Young baby boomers build wealth slowly and steadily, study shows

July 26, 1999

COLUMBUS, Ohio -- Forget the stories of average people becoming overnight stock-market millionaires. A new nationwide study found most young baby boomers are accumulating wealth the old-fashioned way: slowly and steadily.

The study followed 6,810 adults for 10 years beginning when they were in their 20s. Results showed that the typical individual increased his or her net wealth by $2,394 each year. And while most people were building at least some assets, the study found 13 percent of participants had no wealth or were in debt by the time they were in their 30s.

"There may be a few people becoming rich quickly, but the data show that doesn't happen to most of us," said Jay Zagorsky, author of the study and a research scientist at Ohio State University's Center for Human Resource Research.

"In most cases, wealth holdings plod along steadily, growing a little bit each year."

The study, which appears in the current issue of the journal Review of Income and Wealth, is based on data from the National Longitudinal Survey of Youth. The NLSY is a nationwide survey, conducted by Ohio State for the U.S. Bureau of Labor Statistics, which follows a group of people over time, visiting each participant annually or biennially. In this study, Zagorsky examined wealth-related questions asked of one group of participants in the NLSY between 1985 and 1996. At the beginning of the period covered by this study, participants were in their early to late 20s. By the end of the study, they were in their 30s.

Zagorsky was interested in measuring net wealth -- holdings such as cash, homes, cars, stocks and bonds -- minus any debt the individuals might have. He found that the number of young baby boomers who had accumulated at least some wealth increased from 80 percent when they were in their 20s to 87 percent when they were in their 30s.

"We counted anyone who had even $1 more in assets than debts to have wealth -- so it's troubling that 13 percent of participants couldn't meet even that threshold by the time they were in their 30s," Zagorsky said.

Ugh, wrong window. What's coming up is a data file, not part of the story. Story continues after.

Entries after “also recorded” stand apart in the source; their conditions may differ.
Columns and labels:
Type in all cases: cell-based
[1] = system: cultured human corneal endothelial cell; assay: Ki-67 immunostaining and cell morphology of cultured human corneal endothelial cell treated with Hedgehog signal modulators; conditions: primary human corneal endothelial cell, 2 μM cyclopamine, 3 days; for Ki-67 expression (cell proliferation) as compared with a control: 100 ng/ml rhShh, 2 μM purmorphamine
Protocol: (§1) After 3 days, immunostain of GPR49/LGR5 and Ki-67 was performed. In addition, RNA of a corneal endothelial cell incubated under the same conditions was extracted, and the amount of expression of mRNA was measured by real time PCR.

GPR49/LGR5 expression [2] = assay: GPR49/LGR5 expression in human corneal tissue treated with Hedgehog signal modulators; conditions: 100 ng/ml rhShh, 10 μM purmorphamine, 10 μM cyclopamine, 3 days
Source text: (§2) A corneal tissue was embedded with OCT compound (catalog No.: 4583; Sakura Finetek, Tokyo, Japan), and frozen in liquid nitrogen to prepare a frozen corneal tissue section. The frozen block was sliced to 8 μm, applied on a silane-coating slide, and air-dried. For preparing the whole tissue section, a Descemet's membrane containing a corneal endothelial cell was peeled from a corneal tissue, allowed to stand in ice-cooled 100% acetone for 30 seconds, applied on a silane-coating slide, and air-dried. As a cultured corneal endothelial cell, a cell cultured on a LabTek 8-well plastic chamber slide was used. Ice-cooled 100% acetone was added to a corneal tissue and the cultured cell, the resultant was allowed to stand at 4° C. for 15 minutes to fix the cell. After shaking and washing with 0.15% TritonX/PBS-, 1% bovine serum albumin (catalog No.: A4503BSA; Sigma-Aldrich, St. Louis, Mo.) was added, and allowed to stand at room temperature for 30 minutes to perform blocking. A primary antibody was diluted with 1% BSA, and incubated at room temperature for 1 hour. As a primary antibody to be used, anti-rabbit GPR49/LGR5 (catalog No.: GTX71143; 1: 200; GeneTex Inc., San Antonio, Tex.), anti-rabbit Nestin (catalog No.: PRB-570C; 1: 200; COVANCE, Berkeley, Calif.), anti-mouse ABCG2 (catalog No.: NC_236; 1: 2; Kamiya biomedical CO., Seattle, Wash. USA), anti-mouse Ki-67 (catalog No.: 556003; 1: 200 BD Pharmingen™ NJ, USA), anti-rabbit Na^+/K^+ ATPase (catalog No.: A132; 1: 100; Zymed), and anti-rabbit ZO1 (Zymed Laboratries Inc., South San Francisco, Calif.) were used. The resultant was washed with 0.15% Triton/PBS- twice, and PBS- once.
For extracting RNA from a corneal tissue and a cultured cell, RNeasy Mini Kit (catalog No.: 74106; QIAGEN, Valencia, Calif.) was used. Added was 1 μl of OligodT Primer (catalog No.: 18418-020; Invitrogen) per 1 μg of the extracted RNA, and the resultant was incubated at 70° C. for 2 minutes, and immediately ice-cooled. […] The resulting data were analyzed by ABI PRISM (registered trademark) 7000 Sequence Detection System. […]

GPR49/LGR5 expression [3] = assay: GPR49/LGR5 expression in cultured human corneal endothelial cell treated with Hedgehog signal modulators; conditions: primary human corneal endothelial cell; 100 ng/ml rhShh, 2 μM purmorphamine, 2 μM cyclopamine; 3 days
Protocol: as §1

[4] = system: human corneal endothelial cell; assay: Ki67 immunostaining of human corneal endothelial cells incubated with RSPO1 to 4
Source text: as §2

"If this trend continues, many individuals will have few assets upon retiring and will have to rely completely on government programs such as Social Security to support themselves."

Other findings of the study: As expected, the median assets of baby boomers grew steadily with age. Median assets ranged from a low of about $1,500 for 28-year-olds in 1985 to a high of approximately $50,000 for 35-year-olds in 1996. The number of young baby boomers with houses tripled during the course of the study, from 21 percent when they were in their 20s to about 63 percent when they were in their 30s.

The survey asked participants about retirement savings accounts like IRAs and 401Ks only during the 1994 and 1996 interviews. However, these holdings grew rapidly in that short time. For example, the number of people holding 401Ks grew from 30 percent in 1994 to 35 percent in 1996.

Zagorsky said he was surprised by the number of respondents who listed their own business among assets. In 1996, when respondents were in their 30s, 13 percent said they had their own business. Most of these were small ventures that provided the median business owner less than one-third of his or her yearly income, Zagorsky said. Still, it showed a strong entrepreneurial trend.

The study found that unmarried men generally held more wealth than unmarried females. However, married females generally held more wealth than married males. The reason is that respondents gave combined wealth data for both themselves and their spouses. Women generally had spouses older than themselves, while men had spouses younger than themselves. So women generally have spouses who have had more time to save and have built up greater assets.

As baby boomers age, they shift more of their holdings from illiquid assets to liquid assets. The percentage of young adults' wealth tied up in illiquid assets fell from 66 percent when they were in their 20s to 41 percent when they were in their 30s. This is good news, Zagorsky said, because it means boomers have more liquid assets available to convert into cash during financial emergencies.

Zagorsky said studies such as this are important because researchers know little about how young people begin building wealth. "Most studies have focused on the very rich or the elderly, groups who have finished accumulating the majority of their wealth," he said. "By focusing on young people, we can begin to see how different individuals build wealth over time."
Jay Zagorsky, 617-713-4447;
Written by Jeff Grabmeier, 614-292-8457;

Ohio State University

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